Archive for the ‘New words’ Category

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Meerkat meme

September 3, 2015

by Colin McIntosh​
meerkat_mem
Meerkats are not new to popular culture (they appear in the folk tales of the San people of the Kalahari), but their arrival in the public’s consciousness, at least in the UK and the US, is a relatively recent phenomenon. Meerkats are small, sociable Southern African mammals that live in large family groups and eat insects and small reptiles. Their success with the global public is largely due to the documentary series Meerkat Manor, which was shown on TV between 2005 and 2008 and followed the lives of a group of meerkats in the Kalahari Desert. As a result of this exposure, meerkats have topped polls of the public’s favourite animals ever since. Their popularity increased further when a British-based insurance comparison website adopted them for their TV marketing campaigns. These meerkat puppets, with their friendly appearance, cute names, and Russian accents (why?) became so popular for a time that their catchphrase, “Simples!”, was on everyone’s lips. Now that their retirement from the company’s marketing campaign has been reported, the catchphrase thankfully seems likely to disappear, so there is little risk that it will need to be added to the dictionary, but meerkats have now made an appearance in the Cambridge English Dictionary. Read the rest of this entry ?

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New words – 31 August 2015

August 31, 2015

parklet

parklet noun a public outdoor space that may be associated with a local business but where anyone can sit

Pop-up cafes in NY are what’s actually called parklets in many other places around the country.

[WNYC: Brian Lehrer Show (US news and current events) 15 April 2015]

 

desire path noun a worn area of grass where people often walk

People create with their own feet what we call desire paths where they just walk on the lawn because there is no sidewalk.

[WNYC: Brian Lehrer Show (US news and current events) 15 April 2015]

DIY urbanism noun small-scale urban improvements such as the installation of street seating outside a cafe or store, undertaken by small local groups or businesses

Well, DIY urbanism is usually done solely by small groups.

[WNYC: Brian Lehrer Show (US news and current events) 15 April 2015]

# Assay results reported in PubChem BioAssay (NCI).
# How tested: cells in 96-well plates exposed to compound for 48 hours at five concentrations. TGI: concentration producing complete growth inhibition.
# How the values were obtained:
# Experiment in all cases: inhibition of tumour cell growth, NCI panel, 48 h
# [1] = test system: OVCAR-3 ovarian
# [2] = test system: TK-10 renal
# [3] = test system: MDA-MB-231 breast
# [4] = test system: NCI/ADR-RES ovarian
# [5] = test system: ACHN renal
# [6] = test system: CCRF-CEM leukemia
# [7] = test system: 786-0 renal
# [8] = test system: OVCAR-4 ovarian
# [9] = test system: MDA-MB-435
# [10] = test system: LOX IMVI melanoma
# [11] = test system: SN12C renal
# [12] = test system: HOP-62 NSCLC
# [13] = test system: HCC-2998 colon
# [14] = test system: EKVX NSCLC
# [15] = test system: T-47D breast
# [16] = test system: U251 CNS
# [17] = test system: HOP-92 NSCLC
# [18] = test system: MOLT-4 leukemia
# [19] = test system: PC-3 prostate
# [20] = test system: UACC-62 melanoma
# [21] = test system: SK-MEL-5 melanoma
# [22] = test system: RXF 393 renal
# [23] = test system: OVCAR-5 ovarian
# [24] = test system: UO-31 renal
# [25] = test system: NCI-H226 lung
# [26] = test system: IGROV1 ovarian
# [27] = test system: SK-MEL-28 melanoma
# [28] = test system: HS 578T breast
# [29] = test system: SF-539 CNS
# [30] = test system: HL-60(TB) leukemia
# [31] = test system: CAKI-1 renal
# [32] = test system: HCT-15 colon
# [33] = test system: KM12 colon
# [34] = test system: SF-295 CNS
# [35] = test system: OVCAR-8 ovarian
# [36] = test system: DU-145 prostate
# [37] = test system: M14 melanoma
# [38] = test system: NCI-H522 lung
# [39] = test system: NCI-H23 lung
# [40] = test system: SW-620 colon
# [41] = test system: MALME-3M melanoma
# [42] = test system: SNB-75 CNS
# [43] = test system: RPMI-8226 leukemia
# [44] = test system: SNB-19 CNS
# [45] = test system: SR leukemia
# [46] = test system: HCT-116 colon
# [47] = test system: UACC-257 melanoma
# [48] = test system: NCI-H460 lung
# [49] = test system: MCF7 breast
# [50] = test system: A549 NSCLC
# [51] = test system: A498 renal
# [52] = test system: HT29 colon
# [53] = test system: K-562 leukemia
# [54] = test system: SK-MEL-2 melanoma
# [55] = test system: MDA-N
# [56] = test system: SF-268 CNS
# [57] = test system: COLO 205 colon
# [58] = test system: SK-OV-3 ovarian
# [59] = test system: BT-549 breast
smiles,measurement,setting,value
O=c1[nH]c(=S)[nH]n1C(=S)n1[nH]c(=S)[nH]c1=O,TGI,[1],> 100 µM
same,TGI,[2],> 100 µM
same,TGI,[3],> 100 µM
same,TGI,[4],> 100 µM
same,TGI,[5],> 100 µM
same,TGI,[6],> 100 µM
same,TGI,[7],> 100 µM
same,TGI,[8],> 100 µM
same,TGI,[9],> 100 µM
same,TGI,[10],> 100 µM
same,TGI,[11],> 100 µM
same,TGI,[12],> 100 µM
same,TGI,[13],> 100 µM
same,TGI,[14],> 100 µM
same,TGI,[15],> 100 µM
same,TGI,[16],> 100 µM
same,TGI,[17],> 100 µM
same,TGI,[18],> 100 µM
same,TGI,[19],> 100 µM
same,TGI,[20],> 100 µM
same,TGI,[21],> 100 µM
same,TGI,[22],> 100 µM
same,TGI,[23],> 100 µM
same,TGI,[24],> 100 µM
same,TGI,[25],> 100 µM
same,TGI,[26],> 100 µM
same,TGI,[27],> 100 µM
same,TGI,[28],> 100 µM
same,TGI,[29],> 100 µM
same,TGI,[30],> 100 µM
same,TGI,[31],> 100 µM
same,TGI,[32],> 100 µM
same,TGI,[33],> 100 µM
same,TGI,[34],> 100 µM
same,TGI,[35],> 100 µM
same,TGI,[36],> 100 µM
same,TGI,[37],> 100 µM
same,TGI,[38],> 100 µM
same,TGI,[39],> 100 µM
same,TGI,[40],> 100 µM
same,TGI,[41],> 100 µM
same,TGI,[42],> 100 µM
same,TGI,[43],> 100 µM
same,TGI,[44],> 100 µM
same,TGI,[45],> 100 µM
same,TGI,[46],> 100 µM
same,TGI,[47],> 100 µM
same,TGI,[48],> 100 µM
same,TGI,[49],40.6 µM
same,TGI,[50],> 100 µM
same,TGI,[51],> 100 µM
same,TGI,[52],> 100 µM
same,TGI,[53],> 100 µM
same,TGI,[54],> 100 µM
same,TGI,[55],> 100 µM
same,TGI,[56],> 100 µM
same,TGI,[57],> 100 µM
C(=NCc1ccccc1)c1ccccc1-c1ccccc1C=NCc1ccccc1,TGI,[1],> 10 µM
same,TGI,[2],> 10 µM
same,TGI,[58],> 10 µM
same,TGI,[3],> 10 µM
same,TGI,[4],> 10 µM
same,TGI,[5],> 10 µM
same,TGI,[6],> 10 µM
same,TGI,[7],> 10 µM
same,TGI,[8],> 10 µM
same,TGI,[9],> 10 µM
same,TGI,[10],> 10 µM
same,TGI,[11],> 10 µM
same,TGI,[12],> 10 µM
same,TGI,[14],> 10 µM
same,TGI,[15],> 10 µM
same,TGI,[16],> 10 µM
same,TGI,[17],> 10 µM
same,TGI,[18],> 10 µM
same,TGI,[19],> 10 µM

About new words

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Introducing a new author and a new weekly blog post!

August 27, 2015

by Cambridge Dictionaries Online​

About words

The English language is constantly changing. You know that. But did you know that at Cambridge Dictionaries Online we keep track of the changes?

We continually add new words and new meanings to our online dictionary for learners of English. Some of them are new to English entirely (neologisms), and some are new to our dictionary because they’ve become used much more often – maybe because of political or economic events, social or technological changes, or even a story that has gone viral.

From September 3, a new weekly About Words blog post will reveal how trends and developments in areas as diverse as technology, economics, food, media, fashion, and relationships areas are reflected in the new words and meanings that we have added to the dictionary. Read the rest of this entry ?

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New words – 24 August 2015

August 24, 2015

hyperpalatable

hyperpalatable adjective describes food with heightened levels of sugar and salt, intended to be extremely appealing

In Brazil, where the prevalence of overweight and obese adults has doubled since 1980, crisps, biscuits, energy bars and sugary drinks formulated to be ‘hyper-palatable’ are much more widely eaten than previously.

[http://www.telegraph.co.uk 11 May 2015]

sirtfood noun a food that is high in sirtuins (a class of protein) and thought to be beneficial to weight loss